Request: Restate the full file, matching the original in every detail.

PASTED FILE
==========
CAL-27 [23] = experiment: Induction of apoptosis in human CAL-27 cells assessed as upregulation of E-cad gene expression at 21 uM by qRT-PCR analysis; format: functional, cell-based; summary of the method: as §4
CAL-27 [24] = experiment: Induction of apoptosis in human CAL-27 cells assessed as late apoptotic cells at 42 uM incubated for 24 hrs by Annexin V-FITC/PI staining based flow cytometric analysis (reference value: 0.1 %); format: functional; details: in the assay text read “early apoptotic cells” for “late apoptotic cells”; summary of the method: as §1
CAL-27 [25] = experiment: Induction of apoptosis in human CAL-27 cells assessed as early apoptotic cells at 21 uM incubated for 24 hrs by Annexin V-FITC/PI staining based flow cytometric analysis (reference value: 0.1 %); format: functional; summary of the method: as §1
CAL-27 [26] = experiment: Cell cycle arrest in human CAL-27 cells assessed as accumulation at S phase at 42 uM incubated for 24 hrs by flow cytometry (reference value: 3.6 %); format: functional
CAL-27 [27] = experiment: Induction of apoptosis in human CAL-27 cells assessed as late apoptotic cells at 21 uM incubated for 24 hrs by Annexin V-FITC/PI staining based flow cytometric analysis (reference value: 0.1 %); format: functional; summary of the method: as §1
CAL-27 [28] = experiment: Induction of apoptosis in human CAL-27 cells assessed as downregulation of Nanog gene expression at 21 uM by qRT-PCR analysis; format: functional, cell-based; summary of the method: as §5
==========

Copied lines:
CAL-27 [23] = experiment: Induction of apoptosis in human CAL-27 cells assessed as upregulation of E-cad gene expression at 21 uM by qRT-PCR analysis; format: functional, cell-based; summary of the method: as §4
CAL-27 [24] = experiment: Induction of apoptosis in human CAL-27 cells assessed as late apoptotic cells at 42 uM incubated for 24 hrs by Annexin V-FITC/PI staining based flow cytometric analysis (reference value: 0.1 %); format: functional; details: in the assay text read “early apoptotic cells” for “late apoptotic cells”; summary of the method: as §1
CAL-27 [25] = experiment: Induction of apoptosis in human CAL-27 cells assessed as early apoptotic cells at 21 uM incubated for 24 hrs by Annexin V-FITC/PI staining based flow cytometric analysis (reference value: 0.1 %); format: functional; summary of the method: as §1
CAL-27 [26] = experiment: Cell cycle arrest in human CAL-27 cells assessed as accumulation at S phase at 42 uM incubated for 24 hrs by flow cytometry (reference value: 3.6 %); format: functional
CAL-27 [27] = experiment: Induction of apoptosis in human CAL-27 cells assessed as late apoptotic cells at 21 uM incubated for 24 hrs by Annexin V-FITC/PI staining based flow cytometric analysis (reference value: 0.1 %); format: functional; summary of the method: as §1
CAL-27 [28] = experiment: Induction of apoptosis in human CAL-27 cells assessed as downregulation of Nanog gene expression at 21 uM by qRT-PCR analysis; format: functional, cell-based; summary of the method: as §5